Functionally graded materials are used in many applications, owing to their stability in high thermal environments. To this aim, many approaches are developed to study the thermoelastic behavior of functionally graded materials. One of these approaches is the finite element analysis of such material type.

In this paper the boundary value problem of the uncoupled thermoelastic behavior of FG plate is formulated and solved. First, the temperature distribution is predicted to be used in the thermoelastic analysis of FG plate. Then, the first-order shear deformation plate theory is proposed, accounting for the exact neutral plane position, for modeling the functionally graded plates. A parametric study is developed to investigate the effects of different distributions of the material properties on the response of the plates. Moreover, some numerical comparisons are performed to show the lack of accuracy while neglecting the effect of neutral plane position for FG plates.

2. Mathematical Formulation of the Uncoupled Thermoelasticity System

In this section, a mathematical model is derived for the uncoupled thermoelasticity systems considering the exact neutral plane position. The temperature distribution and the effective material properties of the FGMs are determined firstly and used in the developed model as input data. The effect of neutral plane position is typically neglected in most previous studies, while the position of neutral plane for functionally graded plates must be predetermined. Modifications over the model formulated at [2] are presented to account for the thermal load effects on the finite element model and the neutral plane position effects on the material stiffnesses.

2.1. Governing Equations

Based on the FSDT assumptions, the transverse normals would not remain perpendicular to the midsurface but remain straight after deformation. Thus, the transverse shear strains and consequently the shear stresses are constant throughout the laminate thickness. In practice a convenient shear correction factor, equals to 5/6, is assumed for the analysis of the plates [14, 15]. So, the displacement fields based on FSDT assumptions are where are unknown functions to be determined. denotes the position of the neutral plane (see Figure 1) where for isotropic homogenous plates .

569781.fig.001
Figure 1: Coordinate system used for a typical FG plate.

The total strain is the variation of the continuum deformation with respect to its volume, so the linear Green-Lagrange strains components for small deformations and moderate rotations () can be determined from (1) as follow: where are the total strain components. The total strain components are the sum of the elastic strains , resulting from the applied mechanical loads and the thermal strains produced due to temperature change. So, the total strains are given by The total strain components could be divided into bending strain and shear strain components as follows: where are the nodal bending strains and are the nodal shear strains. The nodal strain components will be determined in the coming sections.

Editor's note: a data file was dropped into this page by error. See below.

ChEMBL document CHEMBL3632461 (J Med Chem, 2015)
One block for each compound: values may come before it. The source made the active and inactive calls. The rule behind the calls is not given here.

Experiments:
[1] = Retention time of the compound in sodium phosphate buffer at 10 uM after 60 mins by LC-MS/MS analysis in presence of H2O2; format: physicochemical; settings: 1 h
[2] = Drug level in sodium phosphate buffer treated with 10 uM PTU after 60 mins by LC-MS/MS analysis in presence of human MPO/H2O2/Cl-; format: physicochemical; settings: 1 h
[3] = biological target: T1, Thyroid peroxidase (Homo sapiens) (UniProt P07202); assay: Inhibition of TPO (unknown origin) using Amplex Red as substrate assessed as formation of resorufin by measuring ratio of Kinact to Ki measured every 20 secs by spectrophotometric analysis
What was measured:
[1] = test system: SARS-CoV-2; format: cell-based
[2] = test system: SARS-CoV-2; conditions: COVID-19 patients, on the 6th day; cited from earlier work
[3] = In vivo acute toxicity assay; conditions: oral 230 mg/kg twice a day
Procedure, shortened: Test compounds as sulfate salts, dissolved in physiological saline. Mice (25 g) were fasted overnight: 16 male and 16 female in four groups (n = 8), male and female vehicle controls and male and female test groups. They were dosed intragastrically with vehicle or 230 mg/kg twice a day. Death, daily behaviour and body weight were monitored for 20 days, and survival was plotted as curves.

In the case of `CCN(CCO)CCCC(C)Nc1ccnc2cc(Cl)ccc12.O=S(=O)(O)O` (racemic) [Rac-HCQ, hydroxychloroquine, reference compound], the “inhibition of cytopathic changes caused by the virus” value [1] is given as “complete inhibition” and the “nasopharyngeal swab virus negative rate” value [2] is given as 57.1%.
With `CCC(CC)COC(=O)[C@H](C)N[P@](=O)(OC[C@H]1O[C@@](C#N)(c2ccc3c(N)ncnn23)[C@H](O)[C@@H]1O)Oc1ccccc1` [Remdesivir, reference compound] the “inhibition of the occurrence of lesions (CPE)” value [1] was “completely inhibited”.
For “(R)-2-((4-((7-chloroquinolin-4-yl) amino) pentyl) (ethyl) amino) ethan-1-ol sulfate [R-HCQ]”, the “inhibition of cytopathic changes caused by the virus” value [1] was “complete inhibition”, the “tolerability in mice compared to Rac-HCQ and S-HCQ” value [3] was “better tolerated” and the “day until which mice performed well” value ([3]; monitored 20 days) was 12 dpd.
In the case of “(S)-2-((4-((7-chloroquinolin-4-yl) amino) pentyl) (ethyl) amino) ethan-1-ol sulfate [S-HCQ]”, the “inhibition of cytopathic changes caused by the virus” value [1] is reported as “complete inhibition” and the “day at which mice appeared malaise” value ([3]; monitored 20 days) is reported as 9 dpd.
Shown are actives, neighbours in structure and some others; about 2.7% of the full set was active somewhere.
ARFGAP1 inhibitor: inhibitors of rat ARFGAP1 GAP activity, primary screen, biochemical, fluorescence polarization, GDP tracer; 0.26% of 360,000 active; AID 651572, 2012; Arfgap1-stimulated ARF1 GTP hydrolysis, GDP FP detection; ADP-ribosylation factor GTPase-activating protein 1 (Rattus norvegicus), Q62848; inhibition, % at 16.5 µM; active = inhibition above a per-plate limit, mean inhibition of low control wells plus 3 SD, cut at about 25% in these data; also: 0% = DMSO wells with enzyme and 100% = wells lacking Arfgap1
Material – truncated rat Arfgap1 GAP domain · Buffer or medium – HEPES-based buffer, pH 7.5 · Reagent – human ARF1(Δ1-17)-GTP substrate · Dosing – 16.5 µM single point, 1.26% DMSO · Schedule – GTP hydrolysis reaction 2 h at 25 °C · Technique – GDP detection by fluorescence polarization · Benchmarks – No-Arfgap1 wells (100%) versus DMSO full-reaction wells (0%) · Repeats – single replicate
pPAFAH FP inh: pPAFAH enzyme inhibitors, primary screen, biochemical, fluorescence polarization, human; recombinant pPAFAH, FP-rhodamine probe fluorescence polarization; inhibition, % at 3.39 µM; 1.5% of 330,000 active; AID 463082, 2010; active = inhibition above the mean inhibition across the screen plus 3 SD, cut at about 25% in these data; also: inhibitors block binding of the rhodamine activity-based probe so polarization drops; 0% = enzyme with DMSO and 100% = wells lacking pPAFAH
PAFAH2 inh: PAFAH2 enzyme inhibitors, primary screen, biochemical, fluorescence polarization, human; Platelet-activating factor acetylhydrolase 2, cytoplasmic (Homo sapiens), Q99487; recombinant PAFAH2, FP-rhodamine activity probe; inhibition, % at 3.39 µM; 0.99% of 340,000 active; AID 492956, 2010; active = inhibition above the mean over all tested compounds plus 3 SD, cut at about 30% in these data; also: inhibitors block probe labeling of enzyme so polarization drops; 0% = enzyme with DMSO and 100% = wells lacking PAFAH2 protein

The governing equations for the plate equilibrium are derived based on the principle of minimum total potential energy. So, the total potential energy takes the form where and are given by where is the thermal coefficient of expansion and is the continuum temperature change through the plate thickness.

Based on the concept that the equivalent single-layer theories are built up, that a heterogeneous plate is treated as a statically equivalent, single layer having a complex constitutive behavior, reducing the 3D continuum problem to 2D problem, the equivalent layer of the FG plate can be obtained. By integrating for the plate material properties through the plate thickness the equivalent single-layer material matrix can be determined to be where and are the bending and shear material matrices, respectively. These material matrices provide the stress-strain relations for FG plates as follows: For FG plates, the two equivalent material matrices can be written in the form where are the extensional stiffness components, are the bending-extensional coupling stiffness components, and are the bending stiffness components.

Prior to the determination of the material stiffnesses, the location of the neutral plane must be given. Clearly, due to varying young’s modulus of the plate, the neutral plane is no longer at the midplane but shifted from the midplane unless for a plate with symmetrical young’s modulus [16]. The material stiffnesses can be determined considering the exact neutral plane position to be in the form Note that are the equivalent material property stiffnesses as a function of the material thickness direction , where in FG plate, its material properties vary smoothly and continuously over the thickness of the structure (plate).

The equivalent material stiffnesses of isotropic FG plate are where is the material shear correction factor, is the effective young’s modulus, and is the effective Poisson’s ratio of the material through the plate thickness. The convenient shear correction factor has been assumed to be given by 5/6 in our analysis of FG plates.

So, by minimizing the total potential energy (6), the equilibrium equations for the FG plate can be obtained.

2.2. Thermal Analysis